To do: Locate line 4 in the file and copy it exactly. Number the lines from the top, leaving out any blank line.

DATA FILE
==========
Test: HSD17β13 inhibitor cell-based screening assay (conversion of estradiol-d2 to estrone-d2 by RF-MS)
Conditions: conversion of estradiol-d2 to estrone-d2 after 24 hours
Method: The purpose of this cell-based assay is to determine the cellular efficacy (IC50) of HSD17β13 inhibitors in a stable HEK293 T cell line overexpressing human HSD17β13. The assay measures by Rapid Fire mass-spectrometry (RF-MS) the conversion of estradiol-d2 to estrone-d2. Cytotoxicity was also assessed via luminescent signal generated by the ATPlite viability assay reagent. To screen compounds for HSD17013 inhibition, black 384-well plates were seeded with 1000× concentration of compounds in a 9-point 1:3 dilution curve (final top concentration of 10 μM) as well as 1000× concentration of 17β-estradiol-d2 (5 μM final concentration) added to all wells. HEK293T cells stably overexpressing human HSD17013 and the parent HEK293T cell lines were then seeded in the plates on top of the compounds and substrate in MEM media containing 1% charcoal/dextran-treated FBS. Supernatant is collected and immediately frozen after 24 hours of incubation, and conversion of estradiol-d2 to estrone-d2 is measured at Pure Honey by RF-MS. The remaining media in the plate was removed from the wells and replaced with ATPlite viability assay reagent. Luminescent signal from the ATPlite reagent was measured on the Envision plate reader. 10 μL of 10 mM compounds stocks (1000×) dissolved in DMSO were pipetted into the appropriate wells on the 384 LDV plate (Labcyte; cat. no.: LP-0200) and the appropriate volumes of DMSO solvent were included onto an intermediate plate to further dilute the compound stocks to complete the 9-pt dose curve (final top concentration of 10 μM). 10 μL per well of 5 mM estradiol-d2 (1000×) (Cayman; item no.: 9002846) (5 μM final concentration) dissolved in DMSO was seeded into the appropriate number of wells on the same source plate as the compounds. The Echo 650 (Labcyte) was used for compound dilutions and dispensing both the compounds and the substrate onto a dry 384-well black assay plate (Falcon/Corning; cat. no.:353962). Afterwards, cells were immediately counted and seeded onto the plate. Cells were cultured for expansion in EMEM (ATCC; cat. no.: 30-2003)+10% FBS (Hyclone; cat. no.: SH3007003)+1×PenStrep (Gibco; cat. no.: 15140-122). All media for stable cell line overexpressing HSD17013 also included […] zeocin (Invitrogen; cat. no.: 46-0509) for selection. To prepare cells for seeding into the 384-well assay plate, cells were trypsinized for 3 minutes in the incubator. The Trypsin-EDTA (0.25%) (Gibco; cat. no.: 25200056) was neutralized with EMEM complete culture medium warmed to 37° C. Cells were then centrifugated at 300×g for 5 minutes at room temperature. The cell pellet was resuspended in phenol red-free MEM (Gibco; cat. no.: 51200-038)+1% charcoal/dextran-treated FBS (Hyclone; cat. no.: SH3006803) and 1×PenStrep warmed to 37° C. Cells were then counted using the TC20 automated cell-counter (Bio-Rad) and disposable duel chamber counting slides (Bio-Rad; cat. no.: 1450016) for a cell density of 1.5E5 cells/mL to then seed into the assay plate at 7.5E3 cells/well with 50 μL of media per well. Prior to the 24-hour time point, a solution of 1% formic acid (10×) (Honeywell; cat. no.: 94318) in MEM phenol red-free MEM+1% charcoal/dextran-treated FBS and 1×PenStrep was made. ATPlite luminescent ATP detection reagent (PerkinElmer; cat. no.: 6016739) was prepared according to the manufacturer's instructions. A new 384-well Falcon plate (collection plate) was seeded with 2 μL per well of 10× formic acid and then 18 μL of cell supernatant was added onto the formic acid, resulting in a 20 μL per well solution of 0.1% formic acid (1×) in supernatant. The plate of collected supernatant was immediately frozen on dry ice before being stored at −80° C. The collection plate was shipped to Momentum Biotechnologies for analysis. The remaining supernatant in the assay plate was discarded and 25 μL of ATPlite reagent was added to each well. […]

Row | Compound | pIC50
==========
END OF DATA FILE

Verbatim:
Row | Compound | pIC50